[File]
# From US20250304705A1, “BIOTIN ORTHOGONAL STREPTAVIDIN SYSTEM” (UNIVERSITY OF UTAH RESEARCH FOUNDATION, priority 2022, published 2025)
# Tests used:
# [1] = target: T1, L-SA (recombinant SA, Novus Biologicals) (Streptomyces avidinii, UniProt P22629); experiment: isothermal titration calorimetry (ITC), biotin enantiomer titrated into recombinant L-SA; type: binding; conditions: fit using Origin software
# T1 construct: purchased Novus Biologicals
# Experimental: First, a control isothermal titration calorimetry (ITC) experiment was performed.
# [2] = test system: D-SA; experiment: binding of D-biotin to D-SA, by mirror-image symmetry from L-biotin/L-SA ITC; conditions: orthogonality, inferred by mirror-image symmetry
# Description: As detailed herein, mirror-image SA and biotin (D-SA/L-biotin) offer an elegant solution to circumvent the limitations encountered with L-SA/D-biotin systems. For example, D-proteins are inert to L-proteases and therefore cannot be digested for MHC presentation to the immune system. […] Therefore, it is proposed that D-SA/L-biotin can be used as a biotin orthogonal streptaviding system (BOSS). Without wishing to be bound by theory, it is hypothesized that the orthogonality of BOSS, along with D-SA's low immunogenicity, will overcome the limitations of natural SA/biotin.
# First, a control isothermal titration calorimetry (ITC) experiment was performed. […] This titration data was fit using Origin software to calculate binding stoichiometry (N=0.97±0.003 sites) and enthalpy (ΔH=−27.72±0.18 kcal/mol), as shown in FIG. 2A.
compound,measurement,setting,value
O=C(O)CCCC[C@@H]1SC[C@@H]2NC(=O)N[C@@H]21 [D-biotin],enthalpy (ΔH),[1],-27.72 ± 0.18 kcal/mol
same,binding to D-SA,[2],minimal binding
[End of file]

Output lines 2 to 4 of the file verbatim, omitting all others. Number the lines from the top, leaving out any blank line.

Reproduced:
# Tests used:
# [1] = target: T1, L-SA (recombinant SA, Novus Biologicals) (Streptomyces avidinii, UniProt P22629); experiment: isothermal titration calorimetry (ITC), biotin enantiomer titrated into recombinant L-SA; type: binding; conditions: fit using Origin software
# T1 construct: purchased Novus Biologicals